|Posted:||December 4, 2014 01:58 PM|
|From:||Senator Stewart J. Greenleaf|
|To:||All Senate members|
|Subject:||Hotel law consolidation|
|I am reintroducing Senate Bill 113, consolidating several statutes relating to hotels and other lodging establishments. The statutes will become Chapter 13 of Title 48 (Lodging and Housing) of the Pennsylvania Consolidated Statutes. This legislation continues the process of placing all of Pennsylvania’s statutes in the titles of the consolidated statutes. For example, the General Assembly enacted 2009 Act 33 consolidating the Prisons and Parole Code as Title 61, and 2009 Act 49 consolidating the law relating to constables in Title 44, Chapter 71.
No substantive changes are intended. The statutes consolidated in Chapter 13 cover topics such as the right of hotelkeepers to deny accommodations to persons who refuse to pay, who are disorderly, or who possess controlled substances or illegal firearms. Provisions of Chapter 13 also include the right of a hotelkeeper to eject a person from the premises and to recover for damages to a room.
Hotelkeepers must maintain a guest register which shows the name, residence, date of arrival and departure of guests. The legislation also contains provisions relating to security such as posting notices that guests are required to lock their rooms. There are provisions relating to the use of safes or vaults to store valuables, liability for theft or loss, and baggage left behind. There are also safety related provisions including one provision regulating tourist camp cabin or trailer heaters and another one regulating cribs when a hotel provides a crib for an infant guest.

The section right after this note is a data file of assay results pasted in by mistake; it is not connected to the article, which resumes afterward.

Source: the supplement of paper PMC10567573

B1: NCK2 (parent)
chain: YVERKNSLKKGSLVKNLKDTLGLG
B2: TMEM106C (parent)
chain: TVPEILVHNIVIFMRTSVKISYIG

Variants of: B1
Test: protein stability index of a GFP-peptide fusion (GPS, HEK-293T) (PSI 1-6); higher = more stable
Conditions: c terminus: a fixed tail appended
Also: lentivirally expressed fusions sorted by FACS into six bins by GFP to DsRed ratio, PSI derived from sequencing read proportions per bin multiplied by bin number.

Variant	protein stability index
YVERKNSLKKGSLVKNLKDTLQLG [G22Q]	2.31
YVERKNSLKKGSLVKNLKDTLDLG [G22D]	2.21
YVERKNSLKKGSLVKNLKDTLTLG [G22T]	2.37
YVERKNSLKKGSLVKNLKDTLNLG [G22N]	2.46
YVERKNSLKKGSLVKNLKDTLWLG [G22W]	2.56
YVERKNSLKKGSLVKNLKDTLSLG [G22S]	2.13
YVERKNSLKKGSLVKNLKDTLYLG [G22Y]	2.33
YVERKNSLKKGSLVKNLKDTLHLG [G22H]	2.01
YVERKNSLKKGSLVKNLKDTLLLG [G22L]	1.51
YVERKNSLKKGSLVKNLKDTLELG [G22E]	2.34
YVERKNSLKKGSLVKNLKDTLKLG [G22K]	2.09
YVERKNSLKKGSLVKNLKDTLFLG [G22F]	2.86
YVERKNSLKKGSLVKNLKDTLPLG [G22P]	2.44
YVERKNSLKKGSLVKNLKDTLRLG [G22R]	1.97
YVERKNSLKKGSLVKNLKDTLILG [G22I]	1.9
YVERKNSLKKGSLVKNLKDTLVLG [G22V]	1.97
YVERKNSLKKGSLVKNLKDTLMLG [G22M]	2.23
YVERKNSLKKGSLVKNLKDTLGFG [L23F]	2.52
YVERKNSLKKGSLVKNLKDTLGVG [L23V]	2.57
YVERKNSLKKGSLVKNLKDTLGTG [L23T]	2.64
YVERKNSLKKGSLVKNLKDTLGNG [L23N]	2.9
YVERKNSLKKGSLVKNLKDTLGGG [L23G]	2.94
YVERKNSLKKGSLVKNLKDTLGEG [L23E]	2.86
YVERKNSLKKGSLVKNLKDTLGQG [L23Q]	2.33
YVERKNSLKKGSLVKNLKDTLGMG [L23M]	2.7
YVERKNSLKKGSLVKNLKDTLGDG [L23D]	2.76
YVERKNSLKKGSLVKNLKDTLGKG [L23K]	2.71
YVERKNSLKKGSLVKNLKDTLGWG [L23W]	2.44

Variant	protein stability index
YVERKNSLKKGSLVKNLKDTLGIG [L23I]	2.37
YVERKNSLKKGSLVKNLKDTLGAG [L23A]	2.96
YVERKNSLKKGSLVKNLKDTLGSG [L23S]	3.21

All of these provisions are brought together in one chapter. Statutes relating to hotel or tourism taxes have not been included in this legislation.
Pennsylvania remains the only state that has not completely consolidated its statutes. I believe that it is important to bring our statutes together in a concise and coordinated fashion. The use of a consistent style and common definitions for words and phrases makes the law more readable. It is easier for the public to access a well-organized and written body of statutory law.
It is not the intent of this consolidation to make revisions to the law other than the editorial changes needed to conform to the style of the consolidated statutes. However, the legislation does use the term “hotelkeeper” throughout to avoid the inconsistency of using “innkeeper” in some places, “hotelkeeper” in others, and “proprietor” in still others. By bringing all the laws together that deal with one particular subject, they are easier to research, read and understand.
Introduced as SB179